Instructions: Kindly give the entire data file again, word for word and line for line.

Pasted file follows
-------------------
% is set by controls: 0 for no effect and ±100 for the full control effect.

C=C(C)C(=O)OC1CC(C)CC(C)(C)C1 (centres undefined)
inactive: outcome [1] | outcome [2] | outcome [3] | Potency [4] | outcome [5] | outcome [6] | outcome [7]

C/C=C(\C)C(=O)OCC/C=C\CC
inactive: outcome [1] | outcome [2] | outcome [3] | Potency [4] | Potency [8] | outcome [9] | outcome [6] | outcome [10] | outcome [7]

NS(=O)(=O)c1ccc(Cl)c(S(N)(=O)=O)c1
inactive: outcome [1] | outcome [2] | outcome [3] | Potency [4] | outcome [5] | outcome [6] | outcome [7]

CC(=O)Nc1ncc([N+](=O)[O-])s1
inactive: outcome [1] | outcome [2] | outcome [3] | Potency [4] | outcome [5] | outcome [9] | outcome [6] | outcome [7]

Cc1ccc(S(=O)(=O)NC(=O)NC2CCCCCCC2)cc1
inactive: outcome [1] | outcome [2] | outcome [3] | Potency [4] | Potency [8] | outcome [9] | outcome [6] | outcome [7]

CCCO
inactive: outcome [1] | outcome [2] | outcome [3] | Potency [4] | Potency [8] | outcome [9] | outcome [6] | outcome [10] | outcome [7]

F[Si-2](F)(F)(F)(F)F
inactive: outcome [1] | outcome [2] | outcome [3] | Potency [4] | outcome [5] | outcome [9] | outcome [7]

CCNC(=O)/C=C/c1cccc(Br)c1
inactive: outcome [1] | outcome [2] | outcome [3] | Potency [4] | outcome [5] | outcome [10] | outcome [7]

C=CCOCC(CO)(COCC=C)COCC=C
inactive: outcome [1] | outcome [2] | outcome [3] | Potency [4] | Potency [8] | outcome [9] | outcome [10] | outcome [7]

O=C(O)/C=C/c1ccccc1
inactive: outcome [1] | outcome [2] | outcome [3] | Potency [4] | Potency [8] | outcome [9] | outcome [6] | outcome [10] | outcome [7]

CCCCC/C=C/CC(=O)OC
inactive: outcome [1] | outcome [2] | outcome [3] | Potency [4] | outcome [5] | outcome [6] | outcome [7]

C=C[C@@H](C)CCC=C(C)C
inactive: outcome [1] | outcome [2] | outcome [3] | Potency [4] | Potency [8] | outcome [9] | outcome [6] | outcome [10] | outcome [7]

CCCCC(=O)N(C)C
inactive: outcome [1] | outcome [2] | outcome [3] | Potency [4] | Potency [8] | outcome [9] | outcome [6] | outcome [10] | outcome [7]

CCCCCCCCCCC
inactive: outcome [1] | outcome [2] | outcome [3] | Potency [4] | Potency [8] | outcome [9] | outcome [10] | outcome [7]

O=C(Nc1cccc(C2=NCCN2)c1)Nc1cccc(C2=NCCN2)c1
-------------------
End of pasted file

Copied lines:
% is set by controls: 0 for no effect and ±100 for the full control effect.

C=C(C)C(=O)OC1CC(C)CC(C)(C)C1 (centres undefined)
inactive: outcome [1] | outcome [2] | outcome [3] | Potency [4] | outcome [5] | outcome [6] | outcome [7]

C/C=C(\C)C(=O)OCC/C=C\CC
inactive: outcome [1] | outcome [2] | outcome [3] | Potency [4] | Potency [8] | outcome [9] | outcome [6] | outcome [10] | outcome [7]

NS(=O)(=O)c1ccc(Cl)c(S(N)(=O)=O)c1
inactive: outcome [1] | outcome [2] | outcome [3] | Potency [4] | outcome [5] | outcome [6] | outcome [7]

CC(=O)Nc1ncc([N+](=O)[O-])s1
inactive: outcome [1] | outcome [2] | outcome [3] | Potency [4] | outcome [5] | outcome [9] | outcome [6] | outcome [7]

Cc1ccc(S(=O)(=O)NC(=O)NC2CCCCCCC2)cc1
inactive: outcome [1] | outcome [2] | outcome [3] | Potency [4] | Potency [8] | outcome [9] | outcome [6] | outcome [7]

CCCO
inactive: outcome [1] | outcome [2] | outcome [3] | Potency [4] | Potency [8] | outcome [9] | outcome [6] | outcome [10] | outcome [7]

F[Si-2](F)(F)(F)(F)F
inactive: outcome [1] | outcome [2] | outcome [3] | Potency [4] | outcome [5] | outcome [9] | outcome [7]

CCNC(=O)/C=C/c1cccc(Br)c1
inactive: outcome [1] | outcome [2] | outcome [3] | Potency [4] | outcome [5] | outcome [10] | outcome [7]

C=CCOCC(CO)(COCC=C)COCC=C
inactive: outcome [1] | outcome [2] | outcome [3] | Potency [4] | Potency [8] | outcome [9] | outcome [10] | outcome [7]

O=C(O)/C=C/c1ccccc1
inactive: outcome [1] | outcome [2] | outcome [3] | Potency [4] | Potency [8] | outcome [9] | outcome [6] | outcome [10] | outcome [7]

CCCCC/C=C/CC(=O)OC
inactive: outcome [1] | outcome [2] | outcome [3] | Potency [4] | outcome [5] | outcome [6] | outcome [7]

C=C[C@@H](C)CCC=C(C)C
inactive: outcome [1] | outcome [2] | outcome [3] | Potency [4] | Potency [8] | outcome [9] | outcome [6] | outcome [10] | outcome [7]

CCCCC(=O)N(C)C
inactive: outcome [1] | outcome [2] | outcome [3] | Potency [4] | Potency [8] | outcome [9] | outcome [6] | outcome [10] | outcome [7]

CCCCCCCCCCC
inactive: outcome [1] | outcome [2] | outcome [3] | Potency [4] | Potency [8] | outcome [9] | outcome [10] | outcome [7]

O=C(Nc1cccc(C2=NCCN2)c1)Nc1cccc(C2=NCCN2)c1